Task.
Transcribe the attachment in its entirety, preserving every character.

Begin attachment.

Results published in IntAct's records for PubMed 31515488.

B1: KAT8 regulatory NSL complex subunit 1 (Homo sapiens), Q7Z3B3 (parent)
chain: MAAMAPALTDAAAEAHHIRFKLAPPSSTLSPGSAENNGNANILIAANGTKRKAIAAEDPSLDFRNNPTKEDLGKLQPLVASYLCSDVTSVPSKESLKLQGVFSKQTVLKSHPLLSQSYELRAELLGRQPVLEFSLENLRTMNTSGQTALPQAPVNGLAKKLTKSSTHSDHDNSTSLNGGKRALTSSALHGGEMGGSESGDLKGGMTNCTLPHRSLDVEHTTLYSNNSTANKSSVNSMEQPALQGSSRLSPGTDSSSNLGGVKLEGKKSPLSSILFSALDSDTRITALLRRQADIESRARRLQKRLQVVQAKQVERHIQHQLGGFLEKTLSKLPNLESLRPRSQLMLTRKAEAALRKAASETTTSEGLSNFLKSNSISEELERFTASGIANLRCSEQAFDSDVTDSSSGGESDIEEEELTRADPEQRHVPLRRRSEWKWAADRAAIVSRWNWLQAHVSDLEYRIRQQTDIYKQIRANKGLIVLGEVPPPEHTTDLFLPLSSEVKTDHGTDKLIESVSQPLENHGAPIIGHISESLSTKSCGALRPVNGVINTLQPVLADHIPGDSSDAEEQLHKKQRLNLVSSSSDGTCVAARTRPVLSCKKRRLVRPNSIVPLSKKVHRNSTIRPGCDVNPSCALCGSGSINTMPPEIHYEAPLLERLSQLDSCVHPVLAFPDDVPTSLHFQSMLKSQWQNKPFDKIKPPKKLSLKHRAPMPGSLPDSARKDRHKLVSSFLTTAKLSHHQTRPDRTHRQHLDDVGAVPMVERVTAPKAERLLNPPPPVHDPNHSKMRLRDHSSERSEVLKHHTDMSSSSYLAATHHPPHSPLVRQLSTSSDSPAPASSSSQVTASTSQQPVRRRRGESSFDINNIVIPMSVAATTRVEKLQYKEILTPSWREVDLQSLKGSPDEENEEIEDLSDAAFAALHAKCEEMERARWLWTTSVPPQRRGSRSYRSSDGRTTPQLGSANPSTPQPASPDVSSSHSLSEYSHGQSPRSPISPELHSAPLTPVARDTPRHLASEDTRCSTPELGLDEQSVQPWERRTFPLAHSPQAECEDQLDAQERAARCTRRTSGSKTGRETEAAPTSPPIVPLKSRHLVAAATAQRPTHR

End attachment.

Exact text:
Results published in IntAct's records for PubMed 31515488.

B1: KAT8 regulatory NSL complex subunit 1 (Homo sapiens), Q7Z3B3 (parent)
chain: MAAMAPALTDAAAEAHHIRFKLAPPSSTLSPGSAENNGNANILIAANGTKRKAIAAEDPSLDFRNNPTKEDLGKLQPLVASYLCSDVTSVPSKESLKLQGVFSKQTVLKSHPLLSQSYELRAELLGRQPVLEFSLENLRTMNTSGQTALPQAPVNGLAKKLTKSSTHSDHDNSTSLNGGKRALTSSALHGGEMGGSESGDLKGGMTNCTLPHRSLDVEHTTLYSNNSTANKSSVNSMEQPALQGSSRLSPGTDSSSNLGGVKLEGKKSPLSSILFSALDSDTRITALLRRQADIESRARRLQKRLQVVQAKQVERHIQHQLGGFLEKTLSKLPNLESLRPRSQLMLTRKAEAALRKAASETTTSEGLSNFLKSNSISEELERFTASGIANLRCSEQAFDSDVTDSSSGGESDIEEEELTRADPEQRHVPLRRRSEWKWAADRAAIVSRWNWLQAHVSDLEYRIRQQTDIYKQIRANKGLIVLGEVPPPEHTTDLFLPLSSEVKTDHGTDKLIESVSQPLENHGAPIIGHISESLSTKSCGALRPVNGVINTLQPVLADHIPGDSSDAEEQLHKKQRLNLVSSSSDGTCVAARTRPVLSCKKRRLVRPNSIVPLSKKVHRNSTIRPGCDVNPSCALCGSGSINTMPPEIHYEAPLLERLSQLDSCVHPVLAFPDDVPTSLHFQSMLKSQWQNKPFDKIKPPKKLSLKHRAPMPGSLPDSARKDRHKLVSSFLTTAKLSHHQTRPDRTHRQHLDDVGAVPMVERVTAPKAERLLNPPPPVHDPNHSKMRLRDHSSERSEVLKHHTDMSSSSYLAATHHPPHSPLVRQLSTSSDSPAPASSSSQVTASTSQQPVRRRRGESSFDINNIVIPMSVAATTRVEKLQYKEILTPSWREVDLQSLKGSPDEENEEIEDLSDAAFAALHAKCEEMERARWLWTTSVPPQRRGSRSYRSSDGRTTPQLGSANPSTPQPASPDVSSSHSLSEYSHGQSPRSPISPELHSAPLTPVARDTPRHLASEDTRCSTPELGLDEQSVQPWERRTFPLAHSPQAECEDQLDAQERAARCTRRTSGSKTGRETEAAPTSPPIVPLKSRHLVAAATAQRPTHR